Comparison of the block copolymers self-assembling with and without the new top coat
University of Texas researchers have announced a new technique that could produce a fivefold increase in hard drive capacity. Led by C. Grant Willson, professor of chemistry, biochemistry and engineering at UT, the team has discovered a way to use self-organizing substances called block copolymers to help isolate a disk's magnetic dots, thereby allowing them to be closer together without becoming unstable.
The researchers explain that today's drives write ones and zeroes as magnetic dots across a metal disk. Naturally, the closer those dots are, the more data can be held in the same area. However, with current production methods, those dots can't get much denser than about a terabit of information per square inch without having their magnetic fields interfere with each other, causing them to randomly flip states.
Enter the block copolymers: "At room temperature, coated on a disk surface, they don't look like much. But if they're designed in the right way, and given the right prod, they'll self-assemble into highly regular patterns of dots or lines. If the surface onto which they're coated already has some guideposts etched into it, the dots or lines will form into precisely the patterns needed for a hard disk drive," UT's post reads.
Although the directed self-assembly of such materials isn't entirely new, the UT researchers have made several advances. The team has synthesized block copolymers that self-assemble into the smallest dots in the world, and that happens in about 30 seconds, which is also a record. "I'm not even sure how it is possible to do it that fast. It doesn't seem reasonable, but once in a while you get lucky," Willson said.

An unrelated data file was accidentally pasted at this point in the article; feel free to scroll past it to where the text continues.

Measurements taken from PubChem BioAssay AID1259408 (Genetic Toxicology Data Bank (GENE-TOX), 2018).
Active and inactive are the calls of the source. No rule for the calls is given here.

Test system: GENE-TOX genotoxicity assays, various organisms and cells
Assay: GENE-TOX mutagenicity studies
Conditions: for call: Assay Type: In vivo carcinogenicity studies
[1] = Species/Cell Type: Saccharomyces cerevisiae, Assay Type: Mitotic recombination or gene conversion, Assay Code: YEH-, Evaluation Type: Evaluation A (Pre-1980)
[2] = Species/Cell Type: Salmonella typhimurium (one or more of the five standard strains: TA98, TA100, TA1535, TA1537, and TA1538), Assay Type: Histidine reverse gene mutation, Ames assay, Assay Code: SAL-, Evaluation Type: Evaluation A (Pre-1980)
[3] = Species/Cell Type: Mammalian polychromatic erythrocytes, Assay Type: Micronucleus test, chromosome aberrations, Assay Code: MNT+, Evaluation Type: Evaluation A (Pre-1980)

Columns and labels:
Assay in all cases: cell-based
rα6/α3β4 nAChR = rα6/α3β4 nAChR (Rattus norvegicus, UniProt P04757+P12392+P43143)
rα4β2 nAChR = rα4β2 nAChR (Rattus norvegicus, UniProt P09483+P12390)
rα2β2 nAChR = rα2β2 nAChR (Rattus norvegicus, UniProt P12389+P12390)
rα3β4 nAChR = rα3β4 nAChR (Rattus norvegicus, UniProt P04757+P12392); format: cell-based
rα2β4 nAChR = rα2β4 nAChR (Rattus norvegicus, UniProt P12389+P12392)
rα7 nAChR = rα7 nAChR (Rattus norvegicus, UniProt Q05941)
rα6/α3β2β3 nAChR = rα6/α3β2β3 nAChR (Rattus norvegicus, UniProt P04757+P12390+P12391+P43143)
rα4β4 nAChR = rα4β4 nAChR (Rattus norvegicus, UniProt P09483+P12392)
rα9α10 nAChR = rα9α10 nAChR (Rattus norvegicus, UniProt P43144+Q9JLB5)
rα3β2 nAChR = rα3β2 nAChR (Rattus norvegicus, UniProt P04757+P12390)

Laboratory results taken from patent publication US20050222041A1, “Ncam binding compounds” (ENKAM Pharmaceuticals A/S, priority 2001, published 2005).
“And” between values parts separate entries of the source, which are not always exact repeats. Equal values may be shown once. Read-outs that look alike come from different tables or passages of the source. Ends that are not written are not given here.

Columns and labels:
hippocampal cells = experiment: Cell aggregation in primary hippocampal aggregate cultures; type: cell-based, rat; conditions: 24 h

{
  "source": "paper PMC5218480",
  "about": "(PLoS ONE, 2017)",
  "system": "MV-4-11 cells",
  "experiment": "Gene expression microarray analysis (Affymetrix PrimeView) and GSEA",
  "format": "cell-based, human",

(Left to right) Engineering Professor Chris Ellison, undergraduate Leon Dean
and Chemistry Professor C. Grant Willson, co-authors of a paper on the technology
published in the peer-reviewed magazine Science (photo via Alex Wang/UT)
The announcement didn't reveal when the technology might trickle down to consumer electronics, but it has the attention of several industry heavyweights. The UT team has been collaborating with HGST (formerly a unit of Hitachi, now a subsidiary of Western Digital), who is working to determine if the technology can be used in its products. Other collaborators include Nissan Chemical Company and Molecular Imprints.
"The patterns of super small dots can now self-assemble in vertical or perpendicular patterns at smaller dimensions than ever before," Thomas Albrecht, manager of patterned media technology at HGST said. "That makes them easier to etch into the surface of a master plate for nanoimprinting, which is exactly what we need to make patterned media for higher capacity disk drives."
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